Note: It may take from 1 to 15 minutes to get the time synchronized after the packets are sent and received correctly by the ESXi host.

Unable to sync to dual-stack (IPv4/IPv6) NTP server when configured using FQDN/hostname

Symptom: No exchange of NTP packets (0 reach) and hence no time sync on the ESXi host after using the hostname to configure a dual-stack (IPv4/IPv6) NTP time source. This scenario can be verified by the 'Reach' column for this server from the output of the 'ntpq -pn' command as being 0, when the address resolved by the NTP daemon for the hostname provided is its IPv6 adress. For instance:

$ ntpq -pn

 remote             refid   st t when poll reach delay  offset  jitter
 2a02:578:440e:0    .INIT.  16 u  -    64    0    0.000 +0.000 0.000

It can also be checked whether the NTP server's IPv6 address is pingable:

$ ping6 <IPv6 address>

PING <IPv6 address> (<IPv6 address>): 56 data bytes

sendto() failed (No route to host)

Cause: This could happen when there isn't a proper IPv6 route configured from the ESXi host to the NTP server. NTP may nevertheless resolve the configured hostname to its IPv6 address (instead of IPv4), even though the IPv6 address may be unreachable from the customer's ESXi host. It may be an indication that the IPv6 config on the ESXi host is inadequate, for instance, having only link-local addresses configured on the host cannot reach the NTP server that has a global-scope address.

Workaround 1 : Setup an adequate route from the ESXi host to the NTP server, so that the latter's IPv6 address may be reachable from within the host. This could entail but may not be limited to configuring a global-scope or static IPv6 address on the ESXi host.

Workaround 2: Directly use IPv4 address of the NTP server to configure NTP instead of the FQDN/hostname.

$ esxcli system ntp set -s <IPv4 address> -e 1

Additional Information

By default, ESXi/ESX uses NTPv4 but some NTP sources use NTPv3. The version mismatch leads to a synchronization failure. To resolve this, you must update the /etc/ntp.conf file to include the version you wish to use.

To update the /etc/ntp.conf file:
1.    Back up the /etc/ntp.conf file. Do not skip this step.
2.    Open the /etc/ntp.conf file in a text editor. For more information, refer to Editing configuration files in VMware ESXi and ESX (1017022) .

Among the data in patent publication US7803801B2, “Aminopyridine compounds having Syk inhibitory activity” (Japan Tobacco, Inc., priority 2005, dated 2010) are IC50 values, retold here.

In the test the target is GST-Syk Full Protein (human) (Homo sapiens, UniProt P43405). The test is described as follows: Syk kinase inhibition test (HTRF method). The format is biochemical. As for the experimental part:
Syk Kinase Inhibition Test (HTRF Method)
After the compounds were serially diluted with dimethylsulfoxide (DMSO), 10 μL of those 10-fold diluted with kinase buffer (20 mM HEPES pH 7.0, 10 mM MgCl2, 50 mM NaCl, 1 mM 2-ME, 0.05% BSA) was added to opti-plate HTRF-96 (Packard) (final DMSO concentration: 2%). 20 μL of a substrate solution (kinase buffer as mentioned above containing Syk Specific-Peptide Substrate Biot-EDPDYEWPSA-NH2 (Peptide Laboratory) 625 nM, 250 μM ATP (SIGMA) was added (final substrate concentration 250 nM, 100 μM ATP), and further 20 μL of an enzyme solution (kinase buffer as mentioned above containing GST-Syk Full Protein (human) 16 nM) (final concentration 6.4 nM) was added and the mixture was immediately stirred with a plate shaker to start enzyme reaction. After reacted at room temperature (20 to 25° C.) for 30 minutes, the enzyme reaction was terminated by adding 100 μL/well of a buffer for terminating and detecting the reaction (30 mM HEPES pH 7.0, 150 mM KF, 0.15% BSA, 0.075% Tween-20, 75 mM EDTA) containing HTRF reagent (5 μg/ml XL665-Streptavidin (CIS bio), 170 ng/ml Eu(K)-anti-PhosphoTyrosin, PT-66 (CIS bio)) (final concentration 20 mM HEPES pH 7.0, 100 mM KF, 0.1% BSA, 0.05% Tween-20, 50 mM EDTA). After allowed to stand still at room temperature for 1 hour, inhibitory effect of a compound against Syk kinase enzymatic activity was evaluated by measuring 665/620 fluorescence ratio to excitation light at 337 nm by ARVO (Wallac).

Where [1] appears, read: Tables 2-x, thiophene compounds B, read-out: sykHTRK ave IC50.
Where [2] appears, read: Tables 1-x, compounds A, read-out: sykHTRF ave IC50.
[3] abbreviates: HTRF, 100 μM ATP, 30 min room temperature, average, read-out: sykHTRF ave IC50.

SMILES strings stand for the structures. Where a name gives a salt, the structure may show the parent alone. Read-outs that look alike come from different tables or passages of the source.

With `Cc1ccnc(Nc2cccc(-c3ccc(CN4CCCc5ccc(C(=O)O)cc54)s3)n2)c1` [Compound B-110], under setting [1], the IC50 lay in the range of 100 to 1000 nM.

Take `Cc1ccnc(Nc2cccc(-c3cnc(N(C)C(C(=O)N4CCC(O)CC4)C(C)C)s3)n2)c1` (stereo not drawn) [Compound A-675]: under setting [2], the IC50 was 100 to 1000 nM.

3.    Add a line for the NTPv3 server:
server x.x.x.x version 3
For example, after making the modification, the contents of the ntp.conf file is similar to:
restrict default kod nomodify notrap
driftfile /etc/ntp.drift
server version 3
4.    Save and close the file.
5.    Restart the NTP services for the change to take effect.
For ESXi:
# /etc/init.d/ntpd restart

For ESXi:
# /etc/init.d/ntpd restart

For ESX:
# service ntpd restart

Note: To review the delay of the ntpq offset at end of day, create a folder
named /var/log/ntp with the command:
mkdir /var/log/ntp
Append these 4 lines to the ntp.conf file:
statistics loopstats
statsdir /var/log/ntp/
filegen peerstats file peers type day link enable
filegen loopstats file loops type day link enable

The logs are now created in the new ntp

Note: VMware recommends that you only configure one time service (netlogond or ntp). However, if you require NTP in conjunction with Active Directory (AD), configure the AD server to use a reliable time source and configure the NTP server for the ESXi host to use the AD server or the same NTP server that AD is using.
For more information on NTP and NetLogond, see the VMware documentation .
For related information, see Installing and Configuring NTP on an ESX host (1339) and Synchronizing ESXi/ESX time with a Microsoft Domain Controller (1035833)
Testing network connectivity with the ping command
Unable to connect to an ESX host using Secure Shell (SSH)
Editing configuration files in VMware ESXi and ESX
Using Tech Support Mode in ESXi 4.1, ESXi 5.x, and ESXi 6.x
Synchronizing ESXi/ESX time with a Microsoft Domain Controller
Enabling remote query of NTP service on ESX/ESXi 4.0
Installing and Configuring NTP on an ESX host
Configuring Network Time Protocol (NTP) on ESX/ESXi hosts using the vSphere Client
在 ESX 和 ESXi 4.x / 5.x / 6.x 上对 NTP 进行故障排除
ESXi host does not synchronize time with NTP server
ESX および ESXi 4.x/5.x での NTP のトラブルシューティング